No love lost

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  • Paris love locks
  • Love locks are supposed to be sweet romantic gestures, writing lovers names on a padlock, locking it to a bridge, then throwing the key into the river below so that the love can never be unlocked. But lets be honest, they’re ugly, and many Parisians now consider them an act of vandalism, and with good reason.

    Last year city authorities removed 45 tonnes of ‘love locks’ from the famous Pont des Arts, after a part of the historic bridge over the Seine River collapsed due to the wight of the locks. The cost of the cleanup was, of course, paid for by Parisian tax payers, many of whom consider the locks to be an eyesore.

    There are various different stories and theories about the beginnings of the Love locks, but only in recent years has the practice of hanging love locks on bridges and monuments become noticeably popular. Love locks on Pont des Arts began appearing in 2008 before slowly spreading to other bridges and landmarks across the city that is widely regarded as one of the most romantic destinations in the world. However love locks can be found across the globe. Indeed, I first encountered them in South Korea when I was doing 366 Pictures in 2012!

    Local authorities are now installing methods and devices in an attempt to thwart lovers looking to lock their love to the Pont des Arts, but it seems this is doing little to deter them from simply placing their locks somewhere else.

    I took todays picture at Le Pont Neuf which is the is the oldest bridge in Paris (despite the fact that the name means ‘New Bridge’). As I took the shot an old woman wearing a headscarf came up to me and showed me a box of padlocks she was selling. She didn’t speak and instead just pointed at a hand written sign that simply indicated the price; Five Euros.

    I didn’t buy one, nor did anyone else while I was there. However to put the problem into context, take a look at this very same location exactly two years ago using Google Street view . You’ll see there were only a handful of locks back in 2014. Just a year later the difference is striking, and today the problem is out of control.

    While some (mostly tourists) bemoan the removal of the love locks, complaining that this is a loved Parisian tradition, its hard to make such a claim in a city that has no shortage of history. The Pont des Arts was built under the reign of Napoleon I, and the Le Pont Neuf was opened by Henri IV in 1607. Love locks started appearing just eight years ago. They’re a fad, so maybe the solution to the love lock problem won’t come from the local authorities but instead from the passing of time and the onward march of fashion in this, the most fashionable city of them all.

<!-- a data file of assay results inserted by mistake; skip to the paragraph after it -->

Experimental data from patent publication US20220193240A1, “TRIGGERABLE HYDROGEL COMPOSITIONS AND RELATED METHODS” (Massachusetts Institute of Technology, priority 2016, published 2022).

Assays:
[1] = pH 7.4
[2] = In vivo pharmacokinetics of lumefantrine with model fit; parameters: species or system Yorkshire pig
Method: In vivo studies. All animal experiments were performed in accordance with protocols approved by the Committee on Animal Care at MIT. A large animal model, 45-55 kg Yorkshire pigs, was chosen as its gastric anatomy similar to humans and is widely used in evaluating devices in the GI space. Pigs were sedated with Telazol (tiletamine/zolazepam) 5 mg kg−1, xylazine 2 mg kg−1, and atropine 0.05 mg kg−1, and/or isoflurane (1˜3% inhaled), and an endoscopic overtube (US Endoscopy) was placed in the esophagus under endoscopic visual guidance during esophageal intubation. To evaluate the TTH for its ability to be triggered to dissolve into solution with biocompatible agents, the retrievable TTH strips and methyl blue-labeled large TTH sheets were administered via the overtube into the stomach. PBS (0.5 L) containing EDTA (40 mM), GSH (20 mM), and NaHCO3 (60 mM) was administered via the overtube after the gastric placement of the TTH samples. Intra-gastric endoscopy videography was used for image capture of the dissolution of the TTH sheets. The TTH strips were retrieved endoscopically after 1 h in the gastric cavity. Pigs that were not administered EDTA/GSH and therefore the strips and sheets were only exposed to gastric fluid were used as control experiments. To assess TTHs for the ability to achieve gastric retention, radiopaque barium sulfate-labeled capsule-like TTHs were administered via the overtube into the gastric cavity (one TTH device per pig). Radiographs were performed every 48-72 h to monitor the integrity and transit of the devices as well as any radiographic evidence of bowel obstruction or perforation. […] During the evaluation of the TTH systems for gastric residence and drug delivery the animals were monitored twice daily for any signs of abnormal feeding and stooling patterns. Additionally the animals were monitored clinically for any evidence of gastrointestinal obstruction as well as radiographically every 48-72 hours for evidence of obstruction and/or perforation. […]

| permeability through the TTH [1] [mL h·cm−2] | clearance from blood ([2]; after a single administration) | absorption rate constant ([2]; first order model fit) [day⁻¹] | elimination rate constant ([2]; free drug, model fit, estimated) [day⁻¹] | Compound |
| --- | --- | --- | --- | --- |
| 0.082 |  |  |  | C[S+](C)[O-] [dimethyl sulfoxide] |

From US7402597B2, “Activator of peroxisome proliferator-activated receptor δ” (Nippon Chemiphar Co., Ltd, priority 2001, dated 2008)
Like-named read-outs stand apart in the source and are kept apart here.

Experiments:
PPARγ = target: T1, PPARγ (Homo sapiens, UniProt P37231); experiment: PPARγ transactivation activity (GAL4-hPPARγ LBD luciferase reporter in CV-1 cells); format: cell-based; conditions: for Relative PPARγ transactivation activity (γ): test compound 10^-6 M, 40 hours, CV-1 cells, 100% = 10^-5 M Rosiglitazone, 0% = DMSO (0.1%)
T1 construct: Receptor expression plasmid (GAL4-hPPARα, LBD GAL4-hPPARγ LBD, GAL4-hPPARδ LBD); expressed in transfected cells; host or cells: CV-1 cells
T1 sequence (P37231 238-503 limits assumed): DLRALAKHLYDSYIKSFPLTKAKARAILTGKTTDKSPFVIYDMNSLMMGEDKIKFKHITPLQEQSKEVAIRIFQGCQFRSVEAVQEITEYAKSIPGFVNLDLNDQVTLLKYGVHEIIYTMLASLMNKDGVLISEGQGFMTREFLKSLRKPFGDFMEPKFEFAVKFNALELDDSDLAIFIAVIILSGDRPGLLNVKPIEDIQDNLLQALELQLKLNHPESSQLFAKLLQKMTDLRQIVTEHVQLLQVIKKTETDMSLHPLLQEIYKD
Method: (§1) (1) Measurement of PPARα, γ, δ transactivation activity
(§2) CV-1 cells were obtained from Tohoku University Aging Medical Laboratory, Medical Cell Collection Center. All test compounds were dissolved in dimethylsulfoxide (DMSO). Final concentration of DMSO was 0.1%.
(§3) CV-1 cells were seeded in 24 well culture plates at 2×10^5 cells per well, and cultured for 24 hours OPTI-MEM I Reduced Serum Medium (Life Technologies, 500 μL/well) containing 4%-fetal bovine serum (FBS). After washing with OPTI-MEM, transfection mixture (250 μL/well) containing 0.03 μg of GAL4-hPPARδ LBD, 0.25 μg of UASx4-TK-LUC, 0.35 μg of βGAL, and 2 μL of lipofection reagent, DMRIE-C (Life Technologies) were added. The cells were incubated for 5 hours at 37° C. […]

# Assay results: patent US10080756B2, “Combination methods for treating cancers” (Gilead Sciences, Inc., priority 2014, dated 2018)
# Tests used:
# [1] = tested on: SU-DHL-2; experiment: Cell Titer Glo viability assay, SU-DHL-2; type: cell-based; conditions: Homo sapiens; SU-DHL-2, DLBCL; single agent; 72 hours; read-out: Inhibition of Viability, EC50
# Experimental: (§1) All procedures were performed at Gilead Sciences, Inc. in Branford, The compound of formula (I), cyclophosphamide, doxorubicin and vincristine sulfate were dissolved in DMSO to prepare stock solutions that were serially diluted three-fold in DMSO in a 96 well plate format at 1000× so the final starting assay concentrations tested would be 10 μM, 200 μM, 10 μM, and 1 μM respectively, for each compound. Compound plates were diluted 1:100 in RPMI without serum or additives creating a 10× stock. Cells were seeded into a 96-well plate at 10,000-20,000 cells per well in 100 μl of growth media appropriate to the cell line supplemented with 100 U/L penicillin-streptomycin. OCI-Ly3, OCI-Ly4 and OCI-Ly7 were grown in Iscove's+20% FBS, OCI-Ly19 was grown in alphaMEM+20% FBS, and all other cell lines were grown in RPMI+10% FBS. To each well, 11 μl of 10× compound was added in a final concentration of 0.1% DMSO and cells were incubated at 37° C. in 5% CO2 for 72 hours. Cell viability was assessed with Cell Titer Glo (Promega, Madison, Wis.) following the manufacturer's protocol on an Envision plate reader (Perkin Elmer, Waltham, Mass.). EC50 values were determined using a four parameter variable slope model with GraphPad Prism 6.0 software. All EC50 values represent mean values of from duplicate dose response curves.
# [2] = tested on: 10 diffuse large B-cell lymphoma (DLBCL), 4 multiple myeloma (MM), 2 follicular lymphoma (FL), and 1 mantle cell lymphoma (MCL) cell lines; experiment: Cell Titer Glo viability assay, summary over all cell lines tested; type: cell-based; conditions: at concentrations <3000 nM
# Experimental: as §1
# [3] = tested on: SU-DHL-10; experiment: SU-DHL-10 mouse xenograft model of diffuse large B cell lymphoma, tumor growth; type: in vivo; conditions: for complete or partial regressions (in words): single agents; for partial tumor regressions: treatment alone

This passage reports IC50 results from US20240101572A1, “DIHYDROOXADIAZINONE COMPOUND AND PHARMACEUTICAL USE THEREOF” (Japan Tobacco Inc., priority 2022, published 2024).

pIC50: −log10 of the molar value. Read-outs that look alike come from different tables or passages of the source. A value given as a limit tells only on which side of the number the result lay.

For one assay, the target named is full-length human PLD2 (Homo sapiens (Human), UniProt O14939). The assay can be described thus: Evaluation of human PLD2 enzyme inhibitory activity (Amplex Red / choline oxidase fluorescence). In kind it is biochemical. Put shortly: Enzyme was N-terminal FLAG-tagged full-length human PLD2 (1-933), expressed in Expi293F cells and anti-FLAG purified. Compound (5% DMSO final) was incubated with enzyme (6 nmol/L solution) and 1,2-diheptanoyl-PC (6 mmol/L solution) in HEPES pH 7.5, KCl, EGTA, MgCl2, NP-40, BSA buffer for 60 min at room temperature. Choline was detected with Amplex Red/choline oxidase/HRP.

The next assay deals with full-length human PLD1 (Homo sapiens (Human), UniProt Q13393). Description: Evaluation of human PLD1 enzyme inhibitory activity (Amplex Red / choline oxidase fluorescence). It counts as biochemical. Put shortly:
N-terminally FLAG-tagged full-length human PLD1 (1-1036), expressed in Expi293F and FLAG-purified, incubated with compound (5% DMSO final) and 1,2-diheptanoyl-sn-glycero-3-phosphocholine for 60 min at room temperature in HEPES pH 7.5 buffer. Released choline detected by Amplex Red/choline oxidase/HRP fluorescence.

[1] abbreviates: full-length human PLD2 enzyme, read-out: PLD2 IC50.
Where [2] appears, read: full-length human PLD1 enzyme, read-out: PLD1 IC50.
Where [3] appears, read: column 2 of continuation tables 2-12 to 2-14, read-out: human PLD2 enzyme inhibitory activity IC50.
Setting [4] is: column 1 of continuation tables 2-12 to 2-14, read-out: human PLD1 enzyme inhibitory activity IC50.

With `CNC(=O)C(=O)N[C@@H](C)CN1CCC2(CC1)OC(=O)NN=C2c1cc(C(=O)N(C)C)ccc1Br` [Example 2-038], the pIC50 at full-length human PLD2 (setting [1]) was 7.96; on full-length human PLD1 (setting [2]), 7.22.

Stand in this location using Google streetview. Also using streetview, go back and look at the Pont des Arts in 2009. You’ll be surprised to see no love locks, then compare that with 2014.

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  • 4 comments on “No love lost

    1. Great picture and written piece as usual 🙂 I sell engraved love locks, they only lock once and there is no key! I have seen photos in one country (can’t remember where) that they have dedicated places for love locks, a metal tree I think it was.
      I suggest people put them in deep box picture frame attached to a U Bolt, not only does this save them being cut off a fence or railing but it also means that they can see the lock any time and remember the reason the occasion the lock was bought for:-)

      • Hi Gary, yeah that’s a good suggestion. When researching this I saw a few countries with love lock solutions in the form of alternative things for people to attach the locks to. Odessa has this heart shaped lock lock structure. There are a few other examples of alternative structures on this guys blog too.

        I hope Paris tells us what they do with the love locks they removed and continue to remove. It would be good to hear a story about the metal being recycled somehow. The city could maybe create a love lock heart or tree or something from the recycled metal? That could be good PR and also help raise awareness that it’s not cool to burden ancient structures that aren’t built to take them.

        • That tree looks great! and to be honest I can’t see why any town/city cannot have one, I am sure the cost of a metal tree that is a designated for love locks would be a lot cheaper than removing locks that have been placed where they are not wanted.

          Loving the photos Simon! take care 🙂

          Gary

          • It’s funny. I went to a small town in France this weekend and they had love locks on the railings by the river – grr! But the town had installed a big round structure for love locks near the canal. Seems to have worked a little, but I have an idea about stopping people from putting them on monuments and railings around the monuments.

            How about putting some love heart shaped ‘trees’ at the ends of the bridges with a sign saying that this is where to lock your love. In addition, the sign should say something about how the locks damage things and how if you put a lock on the bridge it will be snapped off by a “love breaking officer.”

            In other words, take the fad and play it at its own game. Talk not about how its vandalism,because few people feel their love is vandalism, but instead talk about how your love WILL be broken if you lock it to a monument.

            Also, a large perspex bin full of broken locks might be a good illustration of not only the broken loves but also the problem of the locks in the city.

            I think with a bit of clever PR spin Paris could have a little fun cleaning up this problem that really is a problem here. 🙂

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